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Smooth flower coral
Eusmilia fastigiata large.jpg
Scientific classification
Kingdom: Animalia
Phylum: Cnidaria
Class: Anthozoa
Order: Scleractinia
Family: Meandrinidae
Genus: Eusmilia [1]
Species: E. fastigiata
Binomial name
Eusmilia fastigiata
(Pallas, 1766) [2]
  • Madrepora fastigiata Pallas, 1766

Eusmilia is a genus of stony coral (Scleractinia) in the family Meandrinidae. It is a monotypic genus: the only species is Eusmilia fastigiata, the smooth flower coral. It is found on reefs in the Caribbean area.


Smooth flower coral is a colonial species that grows to about 50 centimetres (20 in) across. It forms a low mound of stony calcium carbonate, the surface of which is covered with tubular projections, the corallites, in groups of one to three. The polyps protrude from these and are either round or oval, with the oval form being more common at moderate depths. They are large and widely spaced and are connected by a layer of translucent, jelly-like mesoglea tissue called coenosarc which covers the surface of the carbonate skeleton. During the day they are retracted back into the cup-shaped corallites. These have large smooth-edged ridges called septa, and the polyps have corresponding grooves at their base. At night, the polyps stretch out their translucent white tentacles to feed and the coral "flowers".[3][4] This coral is usually cream, yellow or pale brown, often with a green or pink tinge.[3][4]

Distribution and habitat[edit]

Smooth flower coral is found in the Caribbean, the Gulf of Mexico, the Bahamas and southern Florida, at depths down to about 60 metres (200 ft) though it is commonest between 5 and 30 metres (16 and 98 ft). It is found on both the back and the front edges of reefs and is sometimes overhung by larger corals.[3][5] It is listed as being of least concern by the IUCN Red List of Threatened Species as it is common throughout its range and locally abundant in the south Caribbean.[6]


The polyps remain retracted in the skeleton during the day but extend at night to feed. The tentacles search for zooplankton and small invertebrates which are transferred to the mouth. Another major source of energy is the result of the symbiotic dinoflagellates which live within the coenenchyme and which produce nutrients by photosynthesis. The coral benefits from the carbohydrates produced and the algae use the coral's nitrogenous waste products.[7]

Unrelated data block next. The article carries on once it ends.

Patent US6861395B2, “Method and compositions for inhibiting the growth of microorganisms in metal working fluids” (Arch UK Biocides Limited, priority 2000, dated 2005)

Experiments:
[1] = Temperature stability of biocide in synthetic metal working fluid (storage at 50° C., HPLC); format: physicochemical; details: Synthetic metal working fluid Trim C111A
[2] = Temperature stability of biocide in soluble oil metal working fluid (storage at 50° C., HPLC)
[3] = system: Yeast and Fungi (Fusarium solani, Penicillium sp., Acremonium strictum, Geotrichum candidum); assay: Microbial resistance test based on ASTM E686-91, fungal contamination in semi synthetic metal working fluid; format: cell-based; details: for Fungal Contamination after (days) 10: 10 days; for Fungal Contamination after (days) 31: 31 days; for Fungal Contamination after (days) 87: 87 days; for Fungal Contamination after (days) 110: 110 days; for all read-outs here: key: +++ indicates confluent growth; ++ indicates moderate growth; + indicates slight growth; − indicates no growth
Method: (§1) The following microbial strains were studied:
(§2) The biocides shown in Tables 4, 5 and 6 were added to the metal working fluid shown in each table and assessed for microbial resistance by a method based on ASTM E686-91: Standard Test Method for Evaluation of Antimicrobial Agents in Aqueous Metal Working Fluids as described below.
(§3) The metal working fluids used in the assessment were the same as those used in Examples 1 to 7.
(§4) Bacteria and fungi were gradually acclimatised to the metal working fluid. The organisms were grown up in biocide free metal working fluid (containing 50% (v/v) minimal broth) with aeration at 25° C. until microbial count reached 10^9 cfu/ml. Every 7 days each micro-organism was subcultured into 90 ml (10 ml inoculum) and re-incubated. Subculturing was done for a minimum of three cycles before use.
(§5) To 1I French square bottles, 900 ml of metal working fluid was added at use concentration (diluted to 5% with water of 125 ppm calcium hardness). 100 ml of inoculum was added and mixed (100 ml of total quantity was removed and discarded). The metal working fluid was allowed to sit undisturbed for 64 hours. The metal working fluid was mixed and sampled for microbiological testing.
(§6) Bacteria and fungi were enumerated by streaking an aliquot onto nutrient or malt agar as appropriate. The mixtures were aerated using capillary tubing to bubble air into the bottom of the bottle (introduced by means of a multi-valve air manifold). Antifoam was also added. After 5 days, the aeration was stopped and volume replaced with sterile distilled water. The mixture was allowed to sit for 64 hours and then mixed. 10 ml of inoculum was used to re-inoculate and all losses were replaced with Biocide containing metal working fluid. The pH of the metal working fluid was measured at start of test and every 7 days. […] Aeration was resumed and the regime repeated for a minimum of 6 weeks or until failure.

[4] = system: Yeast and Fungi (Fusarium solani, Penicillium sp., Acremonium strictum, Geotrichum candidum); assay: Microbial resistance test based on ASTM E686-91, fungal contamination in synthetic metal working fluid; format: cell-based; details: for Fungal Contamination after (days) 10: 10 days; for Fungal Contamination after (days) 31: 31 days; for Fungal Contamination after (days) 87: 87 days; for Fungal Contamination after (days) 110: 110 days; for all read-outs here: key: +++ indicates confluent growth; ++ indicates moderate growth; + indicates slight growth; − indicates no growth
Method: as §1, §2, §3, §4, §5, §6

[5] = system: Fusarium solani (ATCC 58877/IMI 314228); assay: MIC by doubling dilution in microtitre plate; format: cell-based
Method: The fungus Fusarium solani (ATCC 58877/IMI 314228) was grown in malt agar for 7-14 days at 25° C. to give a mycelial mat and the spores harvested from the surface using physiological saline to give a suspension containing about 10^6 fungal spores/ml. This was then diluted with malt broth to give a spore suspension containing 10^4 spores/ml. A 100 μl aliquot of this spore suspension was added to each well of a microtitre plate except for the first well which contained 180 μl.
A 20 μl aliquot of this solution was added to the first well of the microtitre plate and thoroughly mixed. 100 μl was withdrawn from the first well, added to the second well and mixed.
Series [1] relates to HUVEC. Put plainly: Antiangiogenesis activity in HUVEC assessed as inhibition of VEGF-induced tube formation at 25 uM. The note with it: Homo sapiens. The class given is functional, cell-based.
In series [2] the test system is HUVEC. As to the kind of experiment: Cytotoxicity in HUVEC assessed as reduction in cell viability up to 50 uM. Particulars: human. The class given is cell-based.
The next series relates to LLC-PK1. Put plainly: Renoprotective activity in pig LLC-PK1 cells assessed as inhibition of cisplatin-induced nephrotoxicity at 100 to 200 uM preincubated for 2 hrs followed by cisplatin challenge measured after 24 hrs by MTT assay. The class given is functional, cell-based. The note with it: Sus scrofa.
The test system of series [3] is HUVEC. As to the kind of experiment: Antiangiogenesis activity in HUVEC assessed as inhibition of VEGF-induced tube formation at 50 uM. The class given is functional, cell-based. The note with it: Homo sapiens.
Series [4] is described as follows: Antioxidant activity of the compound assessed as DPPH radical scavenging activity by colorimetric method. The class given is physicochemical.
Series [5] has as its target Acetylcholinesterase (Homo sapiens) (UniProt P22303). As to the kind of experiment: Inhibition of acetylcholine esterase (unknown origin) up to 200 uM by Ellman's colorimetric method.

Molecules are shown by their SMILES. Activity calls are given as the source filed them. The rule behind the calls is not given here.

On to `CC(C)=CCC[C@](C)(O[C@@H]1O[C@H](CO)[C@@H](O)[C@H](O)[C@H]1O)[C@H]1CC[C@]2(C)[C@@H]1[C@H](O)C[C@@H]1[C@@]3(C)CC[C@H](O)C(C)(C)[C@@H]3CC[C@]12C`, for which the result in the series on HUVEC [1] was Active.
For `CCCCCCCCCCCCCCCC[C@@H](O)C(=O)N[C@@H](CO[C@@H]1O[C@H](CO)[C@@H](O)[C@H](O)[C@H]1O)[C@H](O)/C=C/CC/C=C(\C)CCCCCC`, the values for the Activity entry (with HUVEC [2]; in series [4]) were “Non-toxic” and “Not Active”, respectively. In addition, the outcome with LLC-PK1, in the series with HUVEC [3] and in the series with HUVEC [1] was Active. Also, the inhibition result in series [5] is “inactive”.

Reproduction in corals takes place when gametes are released into the water. The fertilized egg develops into a planula larva which forms part of the zooplankton and drifts with the current. After passing through a number of larval stages this settles on the sea bed and undergoes metamorphosis into a polyp. The base of this secretes the calcium carbonate skeleton and the polyp founds a new colony, producing new polyps by budding.[7]


  1. ^ WoRMS (2010). "Eusmilia". World Register of Marine Species. Retrieved 2012-07-07. 
  2. ^ a b Cairns, Stephen (2010). "Eusmilia fastigiata (Pallas, 1766)". World Register of Marine Species. Retrieved 2012-07-07. 
  3. ^ a b c Colin, Patrick L. (1978). Marine Invertebrates and Plants of the Living Reef. T.F.H. Publications. p. 291. ISBN 0-86622-875-6. 
  4. ^ a b "Eusmilia fastigiata". Coralpedia. Retrieved 2012-07-08. 
  5. ^ "Smooth flower coral (Eusmilia fastigiata)". Marine Species Information Portal. Retrieved 2012-07-08. 
  6. ^ "Eusmilia fastigiata". IUCN Red List of Threatened Species. Retrieved 2012-07-08. 
  7. ^ a b Dorit, Robert L.; Walker, Warren F. Jr.; Barnes, Robert D. (1991). Zoology. Saunders College Publishing. p. 612. ISBN 0-03-030504-7.